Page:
I added a bit of a vignette by using a copy of EV -1 layer in multiply mode over the screened layers and then using the layer mask to hide the center of the layer with a large brush in black.


 

The Results.
[click images to enlarge]
 
 The images that are done manually aren’t as detailed and simply have an HDR effect, but it is possible and actually more time consuming in comparison… After trying Photomatix i highly recommend it. I know a lot of others do too.

I’ll do a proper HDR image later on to show how color can be exaggerated, and how the results from multiple images differ and are ultimately better.

Tutorial #4: The Basics of Photography

In this tutorial, I aim to demystify the seemingly complex technical aspects of photography. If you delve deep enough, yes, there are some very complex formulas that go into shooting a photograph, but with today’s camera technology it’s not necessary (but can be very useful) to know about all that stuff. Still, you want to be able to control the look of your photos, and learning how to use manual settings is the best way to do that. Be aware that not all cameras will have fully manual controls (M mode), and if this all seems like beginner stuff keep reading anyway. There will likely be some stuff you don’t know – even if you already shoot with manual settings.
 
My point here is to get to the essence of photography – which can be broken down into balancing the three most fundamental components utilized in achieving a proper exposure: Aperture, Shutter Speed and ISO. The very first thing you need to learn is how to control the balance between the three, and what their different settings mean in relation to the resulting effects produced in photos.
 
Before I start to delve too deep into the mechanics of exposure, you need to become acquainted with the three variables through which you will set your exposure. [For more on the mechanics of exposure see my previous post Explaining Exposure] First, I’ll go over aperture.


Use of Aperture:
The larger the aperture, the better the light can enter to reach the film or sensor. The size of the aperture is one of the variables that determines the Depth of Field (the other’s are focal length and focus distance). The Depth of Field is the area that appears sharp in an image. The larger the aperture the more this narrows. This means you will get more blurry (bokeh) areas and will be able to shoot in lower light. Small apertures widen the depth of field so that parts of both the foreground and the background will appear in focus, but this also lets in less light and you will need to compensate by changing your Shutter and ISO settings. You can set your camera to Aperture Priority (AV) so that you determine the aperture and the ISO, while the camera decides the shutter speed to use. This is useful for getting quicker shots while maintaining control over the depth of field.


Use of Shutter Speed: 
Slow shutter speeds will capture elapsed time in low light (or with Neutral Density Filters). Faster shutter speeds freeze motion, and by using the Reciprocal Rule you can avoid camera shake as well (more on this here: The Reciprocal Rule in Photography). On a normal lens (around 30-50mm) a shutter of 1/60 or faster  will be enough to freeze motion, while 1/30 will capture motion blur. For longer focal lengths you will need faster shutter speeds to hand hold the camera. Even if you have your camera set to Aperture Priority you still want to pay attention the shutter speed, OR set it to Shutter Speed Priority (TV). In this setting, you select a shutter speed and ISO while the camera determines the aperture. This is useful for maintaing control over motion blur and for freezing action.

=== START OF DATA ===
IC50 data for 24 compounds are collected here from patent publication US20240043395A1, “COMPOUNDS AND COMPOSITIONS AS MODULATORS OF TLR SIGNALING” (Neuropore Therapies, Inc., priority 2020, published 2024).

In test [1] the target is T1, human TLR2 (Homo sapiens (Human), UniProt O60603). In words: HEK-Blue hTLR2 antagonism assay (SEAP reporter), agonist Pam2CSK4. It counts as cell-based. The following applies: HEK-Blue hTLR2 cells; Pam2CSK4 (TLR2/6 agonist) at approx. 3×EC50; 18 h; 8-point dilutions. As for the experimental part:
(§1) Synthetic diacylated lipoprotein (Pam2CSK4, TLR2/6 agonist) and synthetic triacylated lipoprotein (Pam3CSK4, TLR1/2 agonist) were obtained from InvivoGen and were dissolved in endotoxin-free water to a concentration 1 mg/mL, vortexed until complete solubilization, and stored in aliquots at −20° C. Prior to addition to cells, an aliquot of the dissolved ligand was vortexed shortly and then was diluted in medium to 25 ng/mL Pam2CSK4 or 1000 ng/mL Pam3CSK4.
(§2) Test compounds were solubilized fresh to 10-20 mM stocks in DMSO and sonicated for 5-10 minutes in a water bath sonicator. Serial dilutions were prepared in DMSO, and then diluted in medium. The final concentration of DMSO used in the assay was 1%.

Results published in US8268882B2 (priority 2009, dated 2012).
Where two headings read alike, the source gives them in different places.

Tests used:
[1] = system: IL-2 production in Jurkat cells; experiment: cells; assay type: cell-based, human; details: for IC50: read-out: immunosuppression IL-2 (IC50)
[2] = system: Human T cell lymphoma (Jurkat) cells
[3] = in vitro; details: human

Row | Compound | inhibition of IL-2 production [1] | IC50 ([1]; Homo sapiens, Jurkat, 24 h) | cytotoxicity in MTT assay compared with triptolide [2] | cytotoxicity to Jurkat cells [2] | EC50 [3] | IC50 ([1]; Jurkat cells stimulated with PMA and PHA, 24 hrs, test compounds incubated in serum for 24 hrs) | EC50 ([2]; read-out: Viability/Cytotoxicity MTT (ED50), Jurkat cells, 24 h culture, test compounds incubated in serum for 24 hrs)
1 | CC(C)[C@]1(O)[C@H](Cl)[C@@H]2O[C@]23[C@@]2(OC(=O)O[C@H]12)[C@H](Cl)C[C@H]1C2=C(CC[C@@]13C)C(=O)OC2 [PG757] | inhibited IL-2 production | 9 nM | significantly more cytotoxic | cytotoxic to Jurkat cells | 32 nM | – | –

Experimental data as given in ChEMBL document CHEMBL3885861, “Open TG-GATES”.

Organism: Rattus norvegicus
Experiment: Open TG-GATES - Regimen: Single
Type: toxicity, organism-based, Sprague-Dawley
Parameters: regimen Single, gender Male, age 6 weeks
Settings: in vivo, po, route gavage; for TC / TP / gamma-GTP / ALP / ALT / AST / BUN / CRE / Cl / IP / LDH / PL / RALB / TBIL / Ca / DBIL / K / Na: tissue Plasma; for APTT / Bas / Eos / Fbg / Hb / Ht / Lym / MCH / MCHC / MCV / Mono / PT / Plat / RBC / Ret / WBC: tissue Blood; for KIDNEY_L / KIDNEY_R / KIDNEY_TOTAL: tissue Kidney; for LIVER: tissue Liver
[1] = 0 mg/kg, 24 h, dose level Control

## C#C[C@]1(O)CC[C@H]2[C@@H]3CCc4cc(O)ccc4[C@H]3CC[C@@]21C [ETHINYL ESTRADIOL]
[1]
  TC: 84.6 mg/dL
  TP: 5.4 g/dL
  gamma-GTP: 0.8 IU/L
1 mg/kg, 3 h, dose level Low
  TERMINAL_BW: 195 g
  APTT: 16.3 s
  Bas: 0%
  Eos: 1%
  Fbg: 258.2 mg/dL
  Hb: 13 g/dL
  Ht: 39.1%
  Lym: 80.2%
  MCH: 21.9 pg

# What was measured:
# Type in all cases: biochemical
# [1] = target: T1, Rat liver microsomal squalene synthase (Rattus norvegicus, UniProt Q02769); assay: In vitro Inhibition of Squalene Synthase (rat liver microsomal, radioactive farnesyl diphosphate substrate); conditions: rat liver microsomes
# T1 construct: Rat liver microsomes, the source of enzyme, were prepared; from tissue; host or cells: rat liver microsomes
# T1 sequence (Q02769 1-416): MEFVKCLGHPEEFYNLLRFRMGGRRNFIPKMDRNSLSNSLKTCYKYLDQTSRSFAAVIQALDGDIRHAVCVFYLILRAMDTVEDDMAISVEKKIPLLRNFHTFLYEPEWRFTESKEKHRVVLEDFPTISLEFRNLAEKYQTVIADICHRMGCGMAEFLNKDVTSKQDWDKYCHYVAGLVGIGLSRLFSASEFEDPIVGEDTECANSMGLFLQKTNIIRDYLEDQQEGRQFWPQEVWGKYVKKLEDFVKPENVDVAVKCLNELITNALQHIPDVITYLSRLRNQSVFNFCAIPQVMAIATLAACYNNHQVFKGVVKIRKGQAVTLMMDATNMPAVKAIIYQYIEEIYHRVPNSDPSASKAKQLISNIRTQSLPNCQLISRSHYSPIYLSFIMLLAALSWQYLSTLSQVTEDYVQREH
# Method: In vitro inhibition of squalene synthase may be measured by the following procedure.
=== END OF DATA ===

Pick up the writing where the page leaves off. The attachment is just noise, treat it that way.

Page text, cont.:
Use of ISO:
While it is ideal to use the lowest ISO available in order to achieve the greatest image quality, using a higher ISO will increase the depth captured in a photo – particularly coupled with the use of a flash. The reason for this is that a high ISO picks up more ambient light so you get the most detail out of a low lit scene. It will also help balance the flash and ambient light in low light situations, AND use less powerful flashes so there is less recharge time. This is a good technique to practice when shooting events or on location in low ambient light situations where you want to capture as much background detail as possible to avoid flatness from the use of a flash. Just be aware that using high ISOs will increase file size due to increased noise. The more noise there is, the more variation in pixels. The more variation in pixels, the more stuff that needs to be recorded.
 
The Key is Balance:  
To get a correct exposure, you will usually have to make a compromise unless you have completely controlled lighting. If there isn’t enough lighting even at the highest possible ISO and largest aperture, you will just have to use a longer shutter speed. If there is too much light (and there is never really too much light) you can purchase Neutral Density (ND) filters that will allow light to pass through without affecting the balance of lights and darks and  take your exposure down as many stops as the filter indicates. This allows using large apertures in very bright light so you can get very shallow depth of field.
 
If you haven’t already read my post Explaining Exposure you should probably do that right now. It has more information that you can use in conjunction with the knowledge in this tutorial.